In the early 1900s, Carl John Kingston, a Michigan miner, packed up his belongings and made the months-long journey to Chile in search of copper and gold. Although he never struck gold, Kingston unearthed a large dairy and cattle ranch 12 miles from the Pacific Ocean in the western hills of Chile’s Casablanca Valley. With his new wife Caroline Los Kamp, Kingston settled in the casa patronal on “The Farm.”
Four generations of Kingstons later, the family farm loomed large in Courtney Kingston’s imagination as she pursued an MBA at Stanford University. It was her great-grandfather that had settled the farm, and it remained a central character in their family story. Her father had grown up in Chile, working on the farm until he moved to the United States for college. Although Courtney was born in Princeton, New Jersey, she grew up with a certain allegiance to the family farm.
“Growing up as a fourth generation member of this family, we always had sort of an understanding,” says Kingston. “And, apologies to John F. Kennedy, but it was very much ‘ask not what the farm can do for you, ask what you can do for the farm.’”
After four years of working at a fast-paced tech company in San Francisco, Kingston felt a pull to try something new. She had worked her way up in the company and given everything to it — but the hours were demanding, and she missed being in the day-to-day flow of creating something. When she was tasked with writing a business plan as part of her graduate program, she immediately thought about how she might be able to use her business experience to help the farm.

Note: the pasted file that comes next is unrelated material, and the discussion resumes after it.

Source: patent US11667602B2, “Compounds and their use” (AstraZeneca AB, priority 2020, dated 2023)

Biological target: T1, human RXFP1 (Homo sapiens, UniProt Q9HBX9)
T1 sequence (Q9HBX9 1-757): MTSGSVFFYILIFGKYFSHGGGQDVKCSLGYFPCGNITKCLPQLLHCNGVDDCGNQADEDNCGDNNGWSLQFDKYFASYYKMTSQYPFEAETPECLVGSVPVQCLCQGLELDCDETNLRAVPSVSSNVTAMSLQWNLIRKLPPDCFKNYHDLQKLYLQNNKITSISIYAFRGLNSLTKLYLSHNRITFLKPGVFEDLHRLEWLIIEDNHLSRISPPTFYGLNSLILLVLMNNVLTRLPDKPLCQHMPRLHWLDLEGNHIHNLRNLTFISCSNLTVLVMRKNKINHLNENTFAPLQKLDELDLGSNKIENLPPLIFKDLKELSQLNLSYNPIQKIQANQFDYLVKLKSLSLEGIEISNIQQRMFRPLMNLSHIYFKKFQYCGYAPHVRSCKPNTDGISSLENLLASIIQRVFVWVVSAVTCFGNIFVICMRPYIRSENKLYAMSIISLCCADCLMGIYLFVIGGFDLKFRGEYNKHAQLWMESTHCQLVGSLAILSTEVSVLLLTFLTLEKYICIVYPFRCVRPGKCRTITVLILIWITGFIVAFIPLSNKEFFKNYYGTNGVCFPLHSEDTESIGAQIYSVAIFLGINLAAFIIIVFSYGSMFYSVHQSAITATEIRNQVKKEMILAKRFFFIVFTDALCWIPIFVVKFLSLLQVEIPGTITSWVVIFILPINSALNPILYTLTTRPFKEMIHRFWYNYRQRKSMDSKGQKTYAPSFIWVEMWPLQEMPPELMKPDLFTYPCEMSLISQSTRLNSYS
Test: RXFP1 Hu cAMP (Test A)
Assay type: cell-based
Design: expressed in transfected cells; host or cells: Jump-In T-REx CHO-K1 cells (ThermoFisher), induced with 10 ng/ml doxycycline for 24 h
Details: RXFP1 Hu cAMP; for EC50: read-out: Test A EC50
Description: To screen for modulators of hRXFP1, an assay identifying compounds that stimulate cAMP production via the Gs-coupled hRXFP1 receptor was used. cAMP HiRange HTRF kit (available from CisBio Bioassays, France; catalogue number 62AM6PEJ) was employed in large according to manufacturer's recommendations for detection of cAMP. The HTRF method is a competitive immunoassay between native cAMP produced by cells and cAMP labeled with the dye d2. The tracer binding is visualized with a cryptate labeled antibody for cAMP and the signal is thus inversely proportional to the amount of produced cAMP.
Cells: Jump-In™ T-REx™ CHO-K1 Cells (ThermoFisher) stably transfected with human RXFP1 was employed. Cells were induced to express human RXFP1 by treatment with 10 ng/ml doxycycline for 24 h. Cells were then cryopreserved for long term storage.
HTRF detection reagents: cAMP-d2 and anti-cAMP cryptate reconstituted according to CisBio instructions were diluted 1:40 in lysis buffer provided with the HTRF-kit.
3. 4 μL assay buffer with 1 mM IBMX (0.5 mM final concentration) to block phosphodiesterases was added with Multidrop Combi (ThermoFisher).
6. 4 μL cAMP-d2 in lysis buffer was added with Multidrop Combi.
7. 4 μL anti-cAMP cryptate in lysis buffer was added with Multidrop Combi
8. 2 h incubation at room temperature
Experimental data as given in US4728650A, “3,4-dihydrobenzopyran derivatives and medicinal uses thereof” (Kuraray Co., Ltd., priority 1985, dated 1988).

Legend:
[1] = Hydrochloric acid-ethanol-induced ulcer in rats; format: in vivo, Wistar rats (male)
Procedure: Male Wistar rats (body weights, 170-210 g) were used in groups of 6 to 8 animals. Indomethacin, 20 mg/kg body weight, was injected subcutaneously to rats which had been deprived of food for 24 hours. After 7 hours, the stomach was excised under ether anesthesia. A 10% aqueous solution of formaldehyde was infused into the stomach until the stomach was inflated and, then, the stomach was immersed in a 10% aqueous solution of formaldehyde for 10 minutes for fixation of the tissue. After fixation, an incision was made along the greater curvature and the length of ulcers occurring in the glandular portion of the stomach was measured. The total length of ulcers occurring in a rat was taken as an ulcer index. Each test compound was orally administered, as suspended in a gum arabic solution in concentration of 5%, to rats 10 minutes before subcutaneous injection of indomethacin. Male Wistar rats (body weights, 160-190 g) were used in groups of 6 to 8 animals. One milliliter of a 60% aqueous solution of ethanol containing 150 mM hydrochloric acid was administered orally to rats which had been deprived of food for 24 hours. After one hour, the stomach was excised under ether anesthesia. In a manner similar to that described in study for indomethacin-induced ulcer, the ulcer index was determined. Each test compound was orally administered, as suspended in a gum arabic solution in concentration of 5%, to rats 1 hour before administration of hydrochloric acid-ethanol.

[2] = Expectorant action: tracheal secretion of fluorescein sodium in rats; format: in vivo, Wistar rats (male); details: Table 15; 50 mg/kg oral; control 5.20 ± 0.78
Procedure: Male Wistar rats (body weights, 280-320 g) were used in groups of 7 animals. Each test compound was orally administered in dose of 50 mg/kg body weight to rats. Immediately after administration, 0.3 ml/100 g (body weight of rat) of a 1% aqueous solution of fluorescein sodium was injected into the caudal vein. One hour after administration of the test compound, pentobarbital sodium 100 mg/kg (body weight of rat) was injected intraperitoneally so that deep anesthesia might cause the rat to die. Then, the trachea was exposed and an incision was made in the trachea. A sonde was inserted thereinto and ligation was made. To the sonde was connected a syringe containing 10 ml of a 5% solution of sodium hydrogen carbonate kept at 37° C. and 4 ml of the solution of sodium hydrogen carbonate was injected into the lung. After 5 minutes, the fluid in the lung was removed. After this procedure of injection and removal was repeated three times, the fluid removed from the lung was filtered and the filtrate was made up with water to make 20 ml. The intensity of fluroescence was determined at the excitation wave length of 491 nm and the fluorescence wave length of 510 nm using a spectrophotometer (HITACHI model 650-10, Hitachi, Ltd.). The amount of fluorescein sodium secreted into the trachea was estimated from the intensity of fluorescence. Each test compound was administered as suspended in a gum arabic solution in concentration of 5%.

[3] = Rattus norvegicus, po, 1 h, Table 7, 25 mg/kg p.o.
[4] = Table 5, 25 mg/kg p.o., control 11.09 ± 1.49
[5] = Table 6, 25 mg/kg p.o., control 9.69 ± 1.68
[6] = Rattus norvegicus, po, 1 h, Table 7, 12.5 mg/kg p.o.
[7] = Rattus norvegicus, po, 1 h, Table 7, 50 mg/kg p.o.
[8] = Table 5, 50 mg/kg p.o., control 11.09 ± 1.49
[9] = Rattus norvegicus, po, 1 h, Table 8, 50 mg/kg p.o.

“My brother Tim and I first had the idea of starting a vineyard,” says Kingston. “The farm was mostly dairy and beef cattle at the time, but I came up with a plan to plant pinot noir in the far western hills of Casablanca. After a lot of back and forth, I took the plunge and started working on developing the business full-time.”
After a long search, the Kingstons found a talented winemaker to work with and started planting their first grapevines in 1998. They bet on pinot noir and syrah in a valley known exclusively for white wines, and in 2003, they made 400 cases of each under their own Kingston Family label to showcase the potential of coastal Chile for world-class wines.
The business of winemaking couldn’t be more different than high tech, but Kingston was up for the challenge. As she told author Ramit Sethi, “The hardest thing about pursuing a dream is that it isn’t convenient. Sometimes it’s more convenient to have your dream sitting on a shelf, neatly wrapped in a pretty package for you to look at from a distance, and always wonder, ‘what if?’ I decided to go for it, because at least I could say I tried.”
Kingston tried, and she succeeded. Twenty-two years later, Kingston Family Vineyards is a thriving, bi-continental business with a passionate following. The vineyards now consist of 350 acres, and they sell 90 percent of their grapes to top Chilean winemakers other than themselves. As Kingston explains, it’s a strategic effort — the more talented winemakers you have working on the same site, the more all boats will rise.